The grant will help IndianOil, Hindustan Petroleum Corp and Bharat Petroluem Corp report a net profit in the third quarter of 2010/11. "The government will issue compensation by (Monday) evening," oil minister S Jaipal Reddy said. ET was first to report that top oil marketing firms, facing mounting losses for selling fuel below cost, were forced to postpone announcing their quarterly earnings scheduled last week.
IndianOil, Hindustan Petroleum Corp and Bharat Petroleum Corp, which run over 90% of India's 40,000 petrol pumps, face a combined net loss of about Rs 3,000 crore in the December quarter. The three marketing companies — IOC, BPCL and HPCL — are expected to announce their Q3 results by February 10. IOC, the largest by volume, has received Rs 4,442 crore compensation while BPCL and HPCL have got Rs 1,810 crore and Rs 1,748 crore, respectively, government officials said.
The Rs 8,000 crore is 80% of the compensation demanded by the oil ministry, a senior oil company executive said. "But it is sufficient to save us from reporting net losses in Q3 for none of our faults," he said requesting anonymity. The government artificially keep retail prices of diesel, cooking gas and kerosene low by forcing state-run oil marketing companies to hold price-line despite a surge in global crude oil prices. The country meets over 70% crude oil requirements through imports.
For the current fiscal year, the finance ministry has so far agreed to reimburse only one-third of the estimated revenue loss of Rs 72,000 crore, or about Rs 24,000 crore but oil ministry officials said this would be inadequate.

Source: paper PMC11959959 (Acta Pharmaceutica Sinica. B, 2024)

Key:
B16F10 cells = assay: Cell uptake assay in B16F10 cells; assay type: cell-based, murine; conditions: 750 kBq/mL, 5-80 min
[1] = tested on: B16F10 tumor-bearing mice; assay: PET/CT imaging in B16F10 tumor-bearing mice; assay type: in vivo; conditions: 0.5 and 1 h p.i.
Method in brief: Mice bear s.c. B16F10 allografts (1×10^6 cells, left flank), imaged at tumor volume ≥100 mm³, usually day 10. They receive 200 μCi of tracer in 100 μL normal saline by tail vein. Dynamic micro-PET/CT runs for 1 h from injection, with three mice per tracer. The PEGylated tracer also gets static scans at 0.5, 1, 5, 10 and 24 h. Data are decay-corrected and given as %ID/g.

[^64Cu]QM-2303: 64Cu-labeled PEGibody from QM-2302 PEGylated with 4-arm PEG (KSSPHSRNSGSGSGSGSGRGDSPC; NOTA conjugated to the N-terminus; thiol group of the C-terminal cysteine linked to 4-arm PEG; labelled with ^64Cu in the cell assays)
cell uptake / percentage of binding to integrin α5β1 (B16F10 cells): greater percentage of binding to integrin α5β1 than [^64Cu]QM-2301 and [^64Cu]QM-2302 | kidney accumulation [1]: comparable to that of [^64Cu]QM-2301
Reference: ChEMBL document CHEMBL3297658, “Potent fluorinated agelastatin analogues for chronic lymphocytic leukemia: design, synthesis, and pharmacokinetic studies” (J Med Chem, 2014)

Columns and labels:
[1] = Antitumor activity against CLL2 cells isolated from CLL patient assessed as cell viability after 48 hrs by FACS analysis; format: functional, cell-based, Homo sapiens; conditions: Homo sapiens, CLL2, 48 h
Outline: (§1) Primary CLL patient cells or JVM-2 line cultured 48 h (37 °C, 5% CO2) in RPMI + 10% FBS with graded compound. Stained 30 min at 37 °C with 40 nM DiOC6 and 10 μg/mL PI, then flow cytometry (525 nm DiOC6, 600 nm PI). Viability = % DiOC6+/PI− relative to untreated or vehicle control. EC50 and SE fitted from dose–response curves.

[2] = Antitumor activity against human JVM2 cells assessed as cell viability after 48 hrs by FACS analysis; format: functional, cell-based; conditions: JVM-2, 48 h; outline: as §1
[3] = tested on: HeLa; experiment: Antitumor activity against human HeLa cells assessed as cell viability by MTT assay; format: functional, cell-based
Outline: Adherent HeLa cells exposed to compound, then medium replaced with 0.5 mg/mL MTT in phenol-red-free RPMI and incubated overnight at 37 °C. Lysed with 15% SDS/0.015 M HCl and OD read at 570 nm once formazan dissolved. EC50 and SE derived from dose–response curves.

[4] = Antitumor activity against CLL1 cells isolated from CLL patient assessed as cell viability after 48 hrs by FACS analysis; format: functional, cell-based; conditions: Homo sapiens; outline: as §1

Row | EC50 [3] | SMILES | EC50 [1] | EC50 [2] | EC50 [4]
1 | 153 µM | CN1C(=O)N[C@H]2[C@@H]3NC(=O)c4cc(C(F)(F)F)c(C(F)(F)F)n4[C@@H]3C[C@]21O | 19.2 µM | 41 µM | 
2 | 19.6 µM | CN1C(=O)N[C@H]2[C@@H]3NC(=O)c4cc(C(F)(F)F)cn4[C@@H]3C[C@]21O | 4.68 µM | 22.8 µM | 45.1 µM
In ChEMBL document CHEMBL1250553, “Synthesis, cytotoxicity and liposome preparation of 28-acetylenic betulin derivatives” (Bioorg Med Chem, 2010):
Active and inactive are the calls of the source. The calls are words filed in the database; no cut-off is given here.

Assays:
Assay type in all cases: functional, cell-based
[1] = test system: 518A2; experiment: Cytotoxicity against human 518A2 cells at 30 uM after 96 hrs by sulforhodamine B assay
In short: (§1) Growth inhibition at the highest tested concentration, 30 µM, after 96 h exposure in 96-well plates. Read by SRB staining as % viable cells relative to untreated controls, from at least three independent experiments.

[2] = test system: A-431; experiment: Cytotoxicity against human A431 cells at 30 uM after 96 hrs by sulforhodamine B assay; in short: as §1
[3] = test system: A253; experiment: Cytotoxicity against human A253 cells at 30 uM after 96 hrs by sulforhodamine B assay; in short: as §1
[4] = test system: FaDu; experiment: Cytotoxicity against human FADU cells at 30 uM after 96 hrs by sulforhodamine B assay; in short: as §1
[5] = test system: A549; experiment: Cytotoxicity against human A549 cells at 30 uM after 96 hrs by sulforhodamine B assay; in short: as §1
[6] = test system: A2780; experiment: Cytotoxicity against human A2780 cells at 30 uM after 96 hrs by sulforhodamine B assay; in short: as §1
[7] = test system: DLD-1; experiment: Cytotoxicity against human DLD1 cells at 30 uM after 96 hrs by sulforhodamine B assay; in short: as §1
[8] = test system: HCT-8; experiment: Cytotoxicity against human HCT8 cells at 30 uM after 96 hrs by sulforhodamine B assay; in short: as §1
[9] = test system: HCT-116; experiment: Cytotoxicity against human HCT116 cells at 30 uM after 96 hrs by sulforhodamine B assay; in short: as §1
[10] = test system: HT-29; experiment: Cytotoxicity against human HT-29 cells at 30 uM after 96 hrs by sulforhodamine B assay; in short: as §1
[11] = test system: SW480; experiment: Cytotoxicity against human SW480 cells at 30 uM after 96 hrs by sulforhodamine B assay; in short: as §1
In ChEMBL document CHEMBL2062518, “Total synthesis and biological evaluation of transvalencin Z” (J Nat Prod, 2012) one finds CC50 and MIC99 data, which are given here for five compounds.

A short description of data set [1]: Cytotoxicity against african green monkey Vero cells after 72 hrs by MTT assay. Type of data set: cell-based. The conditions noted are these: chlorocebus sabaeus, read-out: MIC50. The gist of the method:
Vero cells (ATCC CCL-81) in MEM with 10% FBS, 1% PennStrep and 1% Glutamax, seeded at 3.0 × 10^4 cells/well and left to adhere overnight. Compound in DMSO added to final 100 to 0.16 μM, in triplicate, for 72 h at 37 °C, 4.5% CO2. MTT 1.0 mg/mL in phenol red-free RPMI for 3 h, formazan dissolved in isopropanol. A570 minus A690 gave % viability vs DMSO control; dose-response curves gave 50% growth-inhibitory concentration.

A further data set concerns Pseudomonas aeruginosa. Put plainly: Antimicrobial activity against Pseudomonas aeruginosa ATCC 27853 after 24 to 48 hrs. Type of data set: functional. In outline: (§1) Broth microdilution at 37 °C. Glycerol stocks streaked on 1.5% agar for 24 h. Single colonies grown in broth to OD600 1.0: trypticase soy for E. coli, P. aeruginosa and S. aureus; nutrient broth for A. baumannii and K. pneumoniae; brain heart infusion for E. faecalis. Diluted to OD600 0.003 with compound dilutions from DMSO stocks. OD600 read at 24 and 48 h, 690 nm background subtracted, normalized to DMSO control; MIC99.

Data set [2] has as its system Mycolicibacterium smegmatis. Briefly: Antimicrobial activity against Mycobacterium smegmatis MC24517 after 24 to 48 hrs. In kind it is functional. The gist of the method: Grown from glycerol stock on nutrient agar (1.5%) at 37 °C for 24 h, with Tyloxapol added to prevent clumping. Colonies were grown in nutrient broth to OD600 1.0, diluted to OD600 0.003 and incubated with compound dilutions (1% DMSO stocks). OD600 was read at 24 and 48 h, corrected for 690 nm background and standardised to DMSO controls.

"The three oil marketing companies are not in a position to bear more than Rs 12,000 crore revenue loss in 2010-11. The government has to compensate a shortfall of about Rs 36,000 crore in the current fiscal," an official added. The finance ministry had released Rs 13,000 crore to compensate the three oil companies in the first half of the current financial year. Oil minister has already announced that ONGC and other upstream companies will contribute Rs 24,000 crore to subsidise fuel in the current financial year.
Fluid logic - an article by Gireesh Chandra Prasad / The Financial Express
The kerosene adulteration scam is valued at Rs 10,000 crore based on current prices. If crude prices go up and the difference between kerosene and diesel prices rises, so does the incentive to scam
How big is the kerosene adulteration scam that took the life of Nashik additional district collector Yaswant Sonawane on January 25?
It is believed to be in the region of Rs 10,000 crore to Rs 13,000 crore a year.
What drives the scam?
The price differential between kerosene prices and those of diesel—lower-priced kerosene is mixed with diesel and sold at diesel prices. While in the public distribution system (PDS) kerosene costs Rs 12.4 a litre, diesel costs Rs 38 or so. So there’s Rs 26 to be made per litre of PDS kerosene.